As training and travel budgets continue to decrease, more people need to learn fast and get quick results. Instead of embracing formal delivery methods, learning leaders have focused on getting just the right amount of learning at the right time. This concept is not new, nor is collaboration.
Today’s workflow requires constant collaboration, regular status reports and a more nimble approach to day-to-day business. The response times expected in the marketplace are decreasing.
Cultivating a collaborative environment creates a synthesis effect. Learning is reinforced at all levels as employees leverage each other’s strengths on the job. Collaboration not only fosters smart resource management, it can be fun.
What Is a Collaborative Workforce?
A collaborative workforce is not only more effective, it’s faster. Consider the project team from Massachusetts Institute of Technology who won a North American balloon hunt in nine hours. The team members hunted down 10 big weather balloons scattered across the continent by collaborating with each other on the Web while they completed the task.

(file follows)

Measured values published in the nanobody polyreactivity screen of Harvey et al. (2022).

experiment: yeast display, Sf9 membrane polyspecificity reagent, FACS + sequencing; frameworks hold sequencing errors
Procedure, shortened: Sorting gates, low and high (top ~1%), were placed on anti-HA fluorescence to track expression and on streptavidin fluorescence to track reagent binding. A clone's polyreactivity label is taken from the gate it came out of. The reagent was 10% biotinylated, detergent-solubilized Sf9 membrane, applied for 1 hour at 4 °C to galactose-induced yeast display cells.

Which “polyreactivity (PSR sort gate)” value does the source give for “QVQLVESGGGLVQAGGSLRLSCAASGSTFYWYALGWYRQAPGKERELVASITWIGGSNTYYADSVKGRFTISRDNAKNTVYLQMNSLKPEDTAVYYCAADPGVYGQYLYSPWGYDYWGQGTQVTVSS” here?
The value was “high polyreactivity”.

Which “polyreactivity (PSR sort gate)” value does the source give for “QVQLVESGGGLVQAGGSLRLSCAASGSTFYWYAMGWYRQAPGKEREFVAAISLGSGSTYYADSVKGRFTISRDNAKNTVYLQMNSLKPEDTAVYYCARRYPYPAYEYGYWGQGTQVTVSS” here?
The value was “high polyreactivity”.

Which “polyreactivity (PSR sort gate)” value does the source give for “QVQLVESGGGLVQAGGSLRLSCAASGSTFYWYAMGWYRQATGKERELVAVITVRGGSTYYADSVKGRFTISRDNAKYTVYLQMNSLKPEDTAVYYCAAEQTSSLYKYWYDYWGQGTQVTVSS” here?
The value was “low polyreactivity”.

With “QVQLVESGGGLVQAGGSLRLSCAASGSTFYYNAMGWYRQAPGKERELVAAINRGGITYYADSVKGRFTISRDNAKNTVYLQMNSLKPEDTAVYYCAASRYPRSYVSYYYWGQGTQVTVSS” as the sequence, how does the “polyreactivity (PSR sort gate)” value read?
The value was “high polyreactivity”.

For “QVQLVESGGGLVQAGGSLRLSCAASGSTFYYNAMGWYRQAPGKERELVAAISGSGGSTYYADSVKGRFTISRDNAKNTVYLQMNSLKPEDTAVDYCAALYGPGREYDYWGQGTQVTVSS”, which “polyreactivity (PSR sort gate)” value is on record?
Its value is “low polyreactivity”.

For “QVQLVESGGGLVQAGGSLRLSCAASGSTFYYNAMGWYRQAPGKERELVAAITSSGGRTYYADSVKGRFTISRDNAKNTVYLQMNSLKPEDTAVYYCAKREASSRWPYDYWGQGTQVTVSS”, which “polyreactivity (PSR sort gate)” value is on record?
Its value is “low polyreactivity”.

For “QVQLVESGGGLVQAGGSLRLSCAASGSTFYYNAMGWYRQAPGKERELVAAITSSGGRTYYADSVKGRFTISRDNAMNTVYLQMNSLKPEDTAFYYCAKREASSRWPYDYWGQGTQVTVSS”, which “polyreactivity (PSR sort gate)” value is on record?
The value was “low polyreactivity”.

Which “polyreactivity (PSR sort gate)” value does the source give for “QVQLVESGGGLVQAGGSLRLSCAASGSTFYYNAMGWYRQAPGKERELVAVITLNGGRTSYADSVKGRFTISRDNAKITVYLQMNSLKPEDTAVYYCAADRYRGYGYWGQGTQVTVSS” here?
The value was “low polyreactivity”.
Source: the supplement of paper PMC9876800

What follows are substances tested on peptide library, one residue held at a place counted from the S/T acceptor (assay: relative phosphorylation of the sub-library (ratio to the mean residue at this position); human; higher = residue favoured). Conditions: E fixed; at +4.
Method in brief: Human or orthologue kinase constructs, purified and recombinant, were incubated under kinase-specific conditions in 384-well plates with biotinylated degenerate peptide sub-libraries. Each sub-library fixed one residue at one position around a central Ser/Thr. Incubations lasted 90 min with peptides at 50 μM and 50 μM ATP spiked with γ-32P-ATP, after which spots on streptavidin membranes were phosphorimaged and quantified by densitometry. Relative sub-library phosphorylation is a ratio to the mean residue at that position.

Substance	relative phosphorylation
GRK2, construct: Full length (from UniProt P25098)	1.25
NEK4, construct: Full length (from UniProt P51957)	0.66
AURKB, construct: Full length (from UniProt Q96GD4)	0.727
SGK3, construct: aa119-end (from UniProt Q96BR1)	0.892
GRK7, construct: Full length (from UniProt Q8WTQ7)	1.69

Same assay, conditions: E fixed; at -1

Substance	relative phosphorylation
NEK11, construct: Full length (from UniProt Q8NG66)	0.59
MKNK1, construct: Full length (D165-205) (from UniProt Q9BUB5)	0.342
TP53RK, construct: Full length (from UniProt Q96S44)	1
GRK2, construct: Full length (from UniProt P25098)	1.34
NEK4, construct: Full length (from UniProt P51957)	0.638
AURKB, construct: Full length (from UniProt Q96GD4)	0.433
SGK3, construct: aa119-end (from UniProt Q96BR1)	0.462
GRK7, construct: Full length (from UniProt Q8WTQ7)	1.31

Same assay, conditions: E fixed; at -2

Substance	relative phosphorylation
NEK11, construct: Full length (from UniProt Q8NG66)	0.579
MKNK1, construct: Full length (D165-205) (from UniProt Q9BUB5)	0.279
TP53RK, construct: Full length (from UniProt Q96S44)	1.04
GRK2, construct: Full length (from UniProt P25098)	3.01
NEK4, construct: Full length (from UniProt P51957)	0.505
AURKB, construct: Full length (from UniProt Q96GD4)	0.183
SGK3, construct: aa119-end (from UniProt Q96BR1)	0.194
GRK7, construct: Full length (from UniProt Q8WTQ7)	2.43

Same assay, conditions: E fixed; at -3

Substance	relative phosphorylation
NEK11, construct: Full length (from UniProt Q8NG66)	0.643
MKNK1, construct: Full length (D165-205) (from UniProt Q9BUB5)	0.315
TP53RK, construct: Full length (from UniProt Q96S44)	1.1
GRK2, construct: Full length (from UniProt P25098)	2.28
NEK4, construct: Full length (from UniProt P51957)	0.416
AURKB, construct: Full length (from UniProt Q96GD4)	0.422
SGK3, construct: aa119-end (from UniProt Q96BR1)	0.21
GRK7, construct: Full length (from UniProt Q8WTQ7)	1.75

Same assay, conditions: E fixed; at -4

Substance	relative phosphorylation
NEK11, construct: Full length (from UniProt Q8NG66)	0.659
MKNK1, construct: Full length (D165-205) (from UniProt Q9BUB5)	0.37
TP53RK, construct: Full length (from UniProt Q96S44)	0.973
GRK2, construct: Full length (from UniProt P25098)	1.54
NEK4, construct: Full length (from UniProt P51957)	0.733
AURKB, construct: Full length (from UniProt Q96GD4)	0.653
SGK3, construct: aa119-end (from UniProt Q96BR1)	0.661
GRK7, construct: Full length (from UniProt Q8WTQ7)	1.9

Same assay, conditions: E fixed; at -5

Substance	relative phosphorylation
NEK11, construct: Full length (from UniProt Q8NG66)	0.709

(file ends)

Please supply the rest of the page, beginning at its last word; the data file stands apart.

The intent of the contest was to test the way social Web-based techniques help to accomplish time-critical projects better and faster. The team used collaborative Web-based technology to invite their friends and their friends’ network to participate. Then they selected technology people already knew how to use to make the experience shareable with others.
As a result, the group was able to apply what it learned in real time, using collaborative learning technology to open up communication streams — and the learning process — to better compete. This example illustrates the happy ending many business leaders want when managing their talent: encourage people to collaborate to improve business results.
In addition to organizational benefits such as higher employee engagement, cost-effectiveness and faster results, collaboration contributes on the individual level as well.